What are the Reasons to Vaccinate My Baby?
Protecting your child’s health is very important to you. Giving your baby all the recommended vaccines by age two is the best way to protect her from 14 serious childhood diseases. Choose immunization; it’s the powerful defense that’s safe, proven, and effective.
Raising a child means you’d do anything to help them grow up healthy and safe. You watch them as they explore new places and baby proof your home against potential hazards. But, what about the hazards you can’t see that can cause serious illness, disability, or even death in young children? Immunization gives you the power to protect your baby from 14 serious childhood diseases. No matter what parenting challenges come your way, there are many reasons to vaccinate.
Serious Diseases Are Still Out There
Vaccines are one of the top public health achievements because they have reduced or even eliminated many diseases. Thanks to vaccines, most young parents have never seen the devastating effects diseases like polio, measles, or whooping cough (pertussis) can have on a child, family, or community. It’s easy to think these are diseases of the past, but they still exist. Children in the United States can—and do—still get some of these diseases. In fact, when vaccination rates are low in a community, it’s not uncommon to have an outbreak.
Diseases Don’t Stop at the Border, and Many Can Spread Easily
You may have never seen a case of polio or diphtheria, but these diseases still occur in other countries. For example, measles is rare in the United States because of vaccination, but it is still common around the world. Unvaccinated travelers who are infected while abroad can easily bring the diseases to the United States.
After reaching the U.S., measles can spread quickly among unvaccinated people. In 2014, the United States had a record number of measles cases (667) and many were associated with cases brought from the Philippines, which experienced a large measles outbreak. Most of these people were not vaccinated, or didn’t know if they were vaccinated, and nearly all the cases were associated with international travel. From January 1 to July 14, 2018, 107 people from 21 states were reported to have measles. The majority of people who got measles were unvaccinated.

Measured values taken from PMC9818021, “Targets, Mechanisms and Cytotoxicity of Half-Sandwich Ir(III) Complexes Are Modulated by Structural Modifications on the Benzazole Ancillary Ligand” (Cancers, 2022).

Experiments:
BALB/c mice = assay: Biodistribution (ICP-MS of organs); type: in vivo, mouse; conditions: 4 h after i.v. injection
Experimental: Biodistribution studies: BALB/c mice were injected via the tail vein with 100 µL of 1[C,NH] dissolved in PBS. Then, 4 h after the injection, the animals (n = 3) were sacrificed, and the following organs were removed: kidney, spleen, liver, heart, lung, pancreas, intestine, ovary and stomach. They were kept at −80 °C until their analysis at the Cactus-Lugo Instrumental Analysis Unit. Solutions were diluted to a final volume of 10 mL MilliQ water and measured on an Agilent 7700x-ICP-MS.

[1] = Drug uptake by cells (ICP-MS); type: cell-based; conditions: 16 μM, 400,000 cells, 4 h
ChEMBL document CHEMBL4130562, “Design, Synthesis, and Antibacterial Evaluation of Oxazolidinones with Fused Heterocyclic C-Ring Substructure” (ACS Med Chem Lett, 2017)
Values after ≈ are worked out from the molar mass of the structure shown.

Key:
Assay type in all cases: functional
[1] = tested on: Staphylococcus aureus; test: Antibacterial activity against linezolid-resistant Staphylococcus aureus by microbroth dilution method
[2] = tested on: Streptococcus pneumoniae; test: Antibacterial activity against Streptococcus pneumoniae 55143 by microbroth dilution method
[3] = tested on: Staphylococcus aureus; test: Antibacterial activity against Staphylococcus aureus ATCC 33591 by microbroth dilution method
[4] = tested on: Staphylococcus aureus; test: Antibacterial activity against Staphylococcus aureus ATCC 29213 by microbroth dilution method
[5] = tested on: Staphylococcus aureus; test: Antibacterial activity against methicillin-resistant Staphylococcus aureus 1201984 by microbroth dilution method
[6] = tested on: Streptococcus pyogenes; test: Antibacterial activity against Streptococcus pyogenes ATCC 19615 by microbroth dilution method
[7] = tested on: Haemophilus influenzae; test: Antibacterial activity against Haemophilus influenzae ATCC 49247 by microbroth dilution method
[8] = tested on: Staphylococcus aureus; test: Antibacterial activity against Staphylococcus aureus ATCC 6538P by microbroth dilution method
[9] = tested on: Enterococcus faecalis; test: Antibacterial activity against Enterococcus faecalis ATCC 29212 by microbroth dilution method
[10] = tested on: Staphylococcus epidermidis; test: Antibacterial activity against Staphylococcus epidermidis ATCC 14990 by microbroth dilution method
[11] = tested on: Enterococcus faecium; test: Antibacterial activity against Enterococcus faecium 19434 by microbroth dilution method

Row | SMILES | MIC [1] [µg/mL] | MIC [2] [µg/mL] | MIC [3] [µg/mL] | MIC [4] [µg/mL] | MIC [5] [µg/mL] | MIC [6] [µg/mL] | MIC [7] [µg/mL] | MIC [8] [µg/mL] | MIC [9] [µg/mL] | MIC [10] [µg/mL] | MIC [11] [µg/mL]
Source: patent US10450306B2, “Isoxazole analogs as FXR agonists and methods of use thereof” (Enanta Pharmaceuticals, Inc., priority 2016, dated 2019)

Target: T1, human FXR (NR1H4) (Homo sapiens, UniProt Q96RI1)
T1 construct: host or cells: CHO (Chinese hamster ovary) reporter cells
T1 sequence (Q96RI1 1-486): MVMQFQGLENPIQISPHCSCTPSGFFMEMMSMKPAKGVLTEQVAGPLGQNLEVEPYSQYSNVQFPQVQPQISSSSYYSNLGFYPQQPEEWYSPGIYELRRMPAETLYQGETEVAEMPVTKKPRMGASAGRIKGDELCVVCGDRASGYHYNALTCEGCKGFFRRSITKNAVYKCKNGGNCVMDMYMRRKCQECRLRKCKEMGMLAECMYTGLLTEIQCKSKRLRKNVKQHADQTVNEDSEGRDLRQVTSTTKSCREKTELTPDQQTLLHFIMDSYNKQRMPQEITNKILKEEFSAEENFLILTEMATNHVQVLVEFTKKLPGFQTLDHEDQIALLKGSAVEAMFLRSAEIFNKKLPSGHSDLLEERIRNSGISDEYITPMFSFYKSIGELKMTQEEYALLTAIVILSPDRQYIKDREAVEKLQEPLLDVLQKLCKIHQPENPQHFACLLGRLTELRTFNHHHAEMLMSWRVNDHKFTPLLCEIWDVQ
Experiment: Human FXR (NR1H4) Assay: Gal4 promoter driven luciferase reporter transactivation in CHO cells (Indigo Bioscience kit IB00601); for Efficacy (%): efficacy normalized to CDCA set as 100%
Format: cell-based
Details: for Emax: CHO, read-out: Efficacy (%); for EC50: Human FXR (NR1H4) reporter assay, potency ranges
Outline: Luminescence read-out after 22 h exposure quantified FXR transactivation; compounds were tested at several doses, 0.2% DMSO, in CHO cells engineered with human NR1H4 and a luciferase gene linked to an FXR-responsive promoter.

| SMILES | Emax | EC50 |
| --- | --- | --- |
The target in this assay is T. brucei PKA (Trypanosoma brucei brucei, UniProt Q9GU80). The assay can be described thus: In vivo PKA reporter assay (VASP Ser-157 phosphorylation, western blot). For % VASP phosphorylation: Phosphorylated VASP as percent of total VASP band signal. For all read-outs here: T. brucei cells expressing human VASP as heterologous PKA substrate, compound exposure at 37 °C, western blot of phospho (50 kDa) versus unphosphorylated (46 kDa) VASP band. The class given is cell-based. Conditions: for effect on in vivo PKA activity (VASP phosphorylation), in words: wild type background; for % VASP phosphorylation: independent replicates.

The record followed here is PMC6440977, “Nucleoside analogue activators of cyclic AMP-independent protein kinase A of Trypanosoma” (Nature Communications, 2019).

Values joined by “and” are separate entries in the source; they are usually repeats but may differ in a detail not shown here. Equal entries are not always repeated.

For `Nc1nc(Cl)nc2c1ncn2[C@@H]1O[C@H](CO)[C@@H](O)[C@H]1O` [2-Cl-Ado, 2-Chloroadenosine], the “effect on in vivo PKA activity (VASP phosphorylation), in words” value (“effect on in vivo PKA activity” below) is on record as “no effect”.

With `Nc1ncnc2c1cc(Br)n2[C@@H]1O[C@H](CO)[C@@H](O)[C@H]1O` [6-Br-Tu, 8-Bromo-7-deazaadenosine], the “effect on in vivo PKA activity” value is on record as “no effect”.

Giving your baby all the recommended vaccines by age two is the best way to protect her from 14 serious childhood diseases.
Vaccines are the Safe, Proven Choice
The United States currently has the safest vaccine supply in its history. Before a vaccine is approved and given to children, it is tested extensively. Scientists and medical professionals carefully evaluate all the available information about the vaccine to determine its safety and effectiveness. As new information and science become available, vaccine recommendations are updated.
Although your child may experience some discomfort or tenderness at the injection site, this is minor compared to the serious complications that can result from the diseases these vaccines prevent. Serious side effects from vaccines are very rare. Learn ways to make you and your child’s shot visit less stressful.
Nearly all children can be safely vaccinated, but there are exceptions and some children may not be able to receive some vaccines:
- Children with allergies to something in a vaccine.
- Children with weakened immune systems due to an illness or a medical treatment, such as chemotherapy.